The Daily Globe - Serving Gogebic, Iron and Ontonagon Counties

Army Corps approves Saxon Harbor funding

 


By RICHARD JENKINS

rjenkins@yourdailyglobe.com

HurleySaxon Harbor has made the cut for this years U.S. Army Corps of Engineering funding, meaning the Army Corps will contribute to part of the marina’s repair following its destruction during the rain and flooding of the July 11, 2016 storm.

According to an announcement from Sen. Tammy Baldwin’s office, the Army Corps’ 2017 work plan includes a total of $1.375 million for work at the harbor — comprised of $575,000 for dredging work and $800,000 for structural repairs.

“Those structural repairs are probably going to include the west side of the north basin, which may include part of County Road A,” Iron County Forestry and Parks Administrator Eric Peterson told the Iron County Board of Supervisors at its Tuesday meeting.

He said the news of the Army Corps awarding the funding meant the county will only have to pay the portions of the repair it’s responsible for — alleviating the concern the county would have to fund the Army Corps’ dredging work to simply get it done, as future federal appropriations were uncertain.

“That’s a huge shot in the arm for us and for our project,” Peterson said. “There’s nothing out there we would have to do in addition to the stuff that’s our responsibility.”

Peterson said the Army Corps is responsible for dredging the channel coming into the marina from Lake Superior and the channel through the center of the north basin.

“All they’re responsible for is (dredging) to allow … a boat to get off the lake in the event of a storm. It doesn’t mean anything for docking — they don’t need any of that, they just need to get off the lake,” Peterson said.

Almost 15,000 cubic yards of sediment needs to be removed from the Army Corps’ portion of the marina, according to Peterson, with the county estimating it needs to remove an additional 24,000 cubic yards from its portions of the harbor.

As the earmarked money is part of the 2017 fiscal year, Peterson said the contract for the Army Corps’ dredging project has to be awarded by Sept. 30. While the county still has to follow federal procument guidelines it’s hoping to save money by piggybacking on the project for its own dredging work.

“If the same contractor is able to due both dredging projects, it will save us money in the long run,” Peterson said.

Even though the contract has to be awarded by the end of September, Peterson said the work may not actually begin until spring so it can be completed in a single season.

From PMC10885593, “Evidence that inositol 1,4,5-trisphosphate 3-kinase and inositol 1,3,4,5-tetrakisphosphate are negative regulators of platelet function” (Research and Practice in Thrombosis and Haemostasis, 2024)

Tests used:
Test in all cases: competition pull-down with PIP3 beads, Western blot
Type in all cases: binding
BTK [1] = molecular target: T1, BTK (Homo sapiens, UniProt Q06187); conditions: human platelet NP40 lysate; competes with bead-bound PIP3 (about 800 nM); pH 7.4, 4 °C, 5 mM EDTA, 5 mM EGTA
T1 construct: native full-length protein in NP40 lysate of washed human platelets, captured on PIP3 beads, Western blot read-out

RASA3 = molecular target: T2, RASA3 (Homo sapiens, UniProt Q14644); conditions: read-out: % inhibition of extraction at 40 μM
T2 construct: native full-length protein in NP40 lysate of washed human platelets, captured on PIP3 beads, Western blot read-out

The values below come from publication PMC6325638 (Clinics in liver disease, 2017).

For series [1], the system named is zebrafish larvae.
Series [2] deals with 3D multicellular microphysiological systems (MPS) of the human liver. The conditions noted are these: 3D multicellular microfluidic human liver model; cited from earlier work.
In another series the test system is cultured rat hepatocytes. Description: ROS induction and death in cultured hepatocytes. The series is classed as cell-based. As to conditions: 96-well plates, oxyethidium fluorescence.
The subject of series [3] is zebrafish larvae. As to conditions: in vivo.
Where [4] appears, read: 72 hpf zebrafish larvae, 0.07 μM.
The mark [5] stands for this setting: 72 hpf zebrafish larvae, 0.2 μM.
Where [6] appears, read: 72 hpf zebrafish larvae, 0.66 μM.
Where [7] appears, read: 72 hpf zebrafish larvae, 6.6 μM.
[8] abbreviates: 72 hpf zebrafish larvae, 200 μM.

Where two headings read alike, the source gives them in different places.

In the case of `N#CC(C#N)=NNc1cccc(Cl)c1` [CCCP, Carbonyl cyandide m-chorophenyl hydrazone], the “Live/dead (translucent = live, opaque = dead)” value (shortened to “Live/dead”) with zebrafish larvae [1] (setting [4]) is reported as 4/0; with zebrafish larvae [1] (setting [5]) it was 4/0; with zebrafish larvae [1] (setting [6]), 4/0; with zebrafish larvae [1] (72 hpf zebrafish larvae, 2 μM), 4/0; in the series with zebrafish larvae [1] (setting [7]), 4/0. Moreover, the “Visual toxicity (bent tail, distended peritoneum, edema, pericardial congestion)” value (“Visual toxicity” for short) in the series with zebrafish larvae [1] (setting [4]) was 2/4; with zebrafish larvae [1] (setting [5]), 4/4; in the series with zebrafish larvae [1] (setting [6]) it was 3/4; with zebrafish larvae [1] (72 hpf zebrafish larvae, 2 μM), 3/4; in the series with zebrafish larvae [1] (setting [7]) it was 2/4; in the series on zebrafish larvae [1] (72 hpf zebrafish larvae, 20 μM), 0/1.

The county is expected to receive $2,198,178 in Federal Emergency Management Agency and state assistance for the county’s part of the dredging and marina work — which accounts for 87.5 percent of the total project costs — according to the latest estimates.

On Tuesday, Peterson said the Army Corp’s funding was secured in part through the efforts of the county’s federal lawmakers.

“Last year, I saw firsthand how flooding devastated our Lake Superior coastline and I spoke with Wisconsinites who were concerned we would not have the resources needed to repair and rebuild after those severe storms,” Baldwin said. “Today, I’m happy to announce a critical investment in Saxon Harbor, so it can come back stronger than ever.”

A Baldwin staffer attending Tuesday’s meeting pledged to continue whatever assistance the senator was able to provide.

In other action:

— The board held a hearing regarding the Community Development Block Grant emergency assistance program used to aid residents and businesses impacted by the July storm. During the hearing, Northwest Regional Planning Commission Executive Director Sheldon Johnson provided an update on the program designed to help low-income residents and qualifying businesses repair damage caused by the storm. He said the commission — which is working with Iron County and the other seven counties listed in the disaster declaration issued after the storm — didn’t receive any qualifying business or municipal applications for assistance, partially due to the fact that repairs to roads and other work couldn’t have been done prior to the application. Johnson said there have been residential property owners who have received assistance repairing flood damage, but it wasn’t at the level expected.

Johnson said there were approximately 190 houses with storm damage identified in the eight-county region, which led to the expectation of around 80 applications for assistance.

While Johnson said there were a number of applicants with income above the requirements of the program, a total of 13 homes, including one in Iron County, have received assistance — with most of the projects completed or nearing completion.

Johnson said he expects the $2.1 million awarded in funding — of which only $300,000 to $350,000 has been committed — to be closed at the end of December. The December deadline means there is still time for qualifying residents to seek assistance from the grant program, Johnson said.

The commission can be contacted at 715-635-2197.

—The Board of Supervisors thanked Kathryn Brauer for her service as the Fair Board’s secretary.

— The board also entered into an agreement with the Northwest Regional Planning Commission to update the county’s Hazard Mitigation Plan.

 
 

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